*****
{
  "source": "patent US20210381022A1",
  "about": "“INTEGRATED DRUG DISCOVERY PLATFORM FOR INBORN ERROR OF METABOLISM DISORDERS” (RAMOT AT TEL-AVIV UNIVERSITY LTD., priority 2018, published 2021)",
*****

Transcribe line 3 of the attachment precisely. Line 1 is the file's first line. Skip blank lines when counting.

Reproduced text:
  "about": "“INTEGRATED DRUG DISCOVERY PLATFORM FOR INBORN ERROR OF METABOLISM DISORDERS” (RAMOT AT TEL-AVIV UNIVERSITY LTD., priority 2018, published 2021)",